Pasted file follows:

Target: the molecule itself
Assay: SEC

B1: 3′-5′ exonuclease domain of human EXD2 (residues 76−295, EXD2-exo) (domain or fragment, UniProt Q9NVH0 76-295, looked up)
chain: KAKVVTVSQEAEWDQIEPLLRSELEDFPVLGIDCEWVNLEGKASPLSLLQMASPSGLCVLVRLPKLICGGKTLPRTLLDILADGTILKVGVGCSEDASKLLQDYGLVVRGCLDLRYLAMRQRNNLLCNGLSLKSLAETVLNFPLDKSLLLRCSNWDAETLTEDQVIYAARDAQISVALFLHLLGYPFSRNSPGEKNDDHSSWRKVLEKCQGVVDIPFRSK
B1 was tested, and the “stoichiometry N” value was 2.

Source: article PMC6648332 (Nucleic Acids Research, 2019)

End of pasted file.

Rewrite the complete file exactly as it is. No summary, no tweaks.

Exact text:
Target: the molecule itself
Assay: SEC

B1: 3′-5′ exonuclease domain of human EXD2 (residues 76−295, EXD2-exo) (domain or fragment, UniProt Q9NVH0 76-295, looked up)
chain: KAKVVTVSQEAEWDQIEPLLRSELEDFPVLGIDCEWVNLEGKASPLSLLQMASPSGLCVLVRLPKLICGGKTLPRTLLDILADGTILKVGVGCSEDASKLLQDYGLVVRGCLDLRYLAMRQRNNLLCNGLSLKSLAETVLNFPLDKSLLLRCSNWDAETLTEDQVIYAARDAQISVALFLHLLGYPFSRNSPGEKNDDHSSWRKVLEKCQGVVDIPFRSK
B1 was tested, and the “stoichiometry N” value was 2.

Source: article PMC6648332 (Nucleic Acids Research, 2019)